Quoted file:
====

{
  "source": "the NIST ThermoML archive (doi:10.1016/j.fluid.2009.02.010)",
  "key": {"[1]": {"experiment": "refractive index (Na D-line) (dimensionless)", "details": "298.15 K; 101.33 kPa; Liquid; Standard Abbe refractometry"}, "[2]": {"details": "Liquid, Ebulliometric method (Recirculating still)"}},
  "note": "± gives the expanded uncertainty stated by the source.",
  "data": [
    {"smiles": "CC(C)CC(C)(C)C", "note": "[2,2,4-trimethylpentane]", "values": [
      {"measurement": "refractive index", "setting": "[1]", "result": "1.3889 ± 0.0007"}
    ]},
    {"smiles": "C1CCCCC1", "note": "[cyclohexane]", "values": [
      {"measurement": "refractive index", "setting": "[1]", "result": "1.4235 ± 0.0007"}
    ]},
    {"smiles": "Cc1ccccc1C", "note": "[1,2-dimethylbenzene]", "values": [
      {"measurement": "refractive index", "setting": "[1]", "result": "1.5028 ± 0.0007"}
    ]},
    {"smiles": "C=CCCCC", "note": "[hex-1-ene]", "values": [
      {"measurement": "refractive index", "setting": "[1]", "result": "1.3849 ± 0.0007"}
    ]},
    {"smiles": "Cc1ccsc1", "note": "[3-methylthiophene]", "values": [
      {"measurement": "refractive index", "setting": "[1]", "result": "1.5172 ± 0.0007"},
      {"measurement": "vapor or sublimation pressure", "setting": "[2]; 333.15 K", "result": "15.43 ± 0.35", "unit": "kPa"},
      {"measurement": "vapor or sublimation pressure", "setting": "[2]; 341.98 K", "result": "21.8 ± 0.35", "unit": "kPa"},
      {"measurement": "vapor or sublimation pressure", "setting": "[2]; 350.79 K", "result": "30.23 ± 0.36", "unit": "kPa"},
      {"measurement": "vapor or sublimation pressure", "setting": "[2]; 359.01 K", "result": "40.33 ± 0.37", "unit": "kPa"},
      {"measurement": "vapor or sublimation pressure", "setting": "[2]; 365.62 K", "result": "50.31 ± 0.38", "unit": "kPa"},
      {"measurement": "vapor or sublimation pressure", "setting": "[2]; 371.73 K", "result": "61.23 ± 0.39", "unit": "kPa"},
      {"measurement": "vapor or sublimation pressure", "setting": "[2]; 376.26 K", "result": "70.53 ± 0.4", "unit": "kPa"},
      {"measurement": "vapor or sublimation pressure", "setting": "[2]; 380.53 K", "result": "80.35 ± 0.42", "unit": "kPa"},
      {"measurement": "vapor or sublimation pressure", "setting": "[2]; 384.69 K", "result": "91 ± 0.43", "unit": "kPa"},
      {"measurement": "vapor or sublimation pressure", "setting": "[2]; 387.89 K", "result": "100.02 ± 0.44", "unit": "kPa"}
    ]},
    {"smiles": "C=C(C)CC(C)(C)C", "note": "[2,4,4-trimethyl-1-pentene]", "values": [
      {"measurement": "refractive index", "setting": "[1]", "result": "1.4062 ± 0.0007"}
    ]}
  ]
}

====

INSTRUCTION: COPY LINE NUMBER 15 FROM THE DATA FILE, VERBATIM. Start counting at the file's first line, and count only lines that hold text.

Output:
    {"smiles": "C=CCCCC", "note": "[hex-1-ene]", "values": [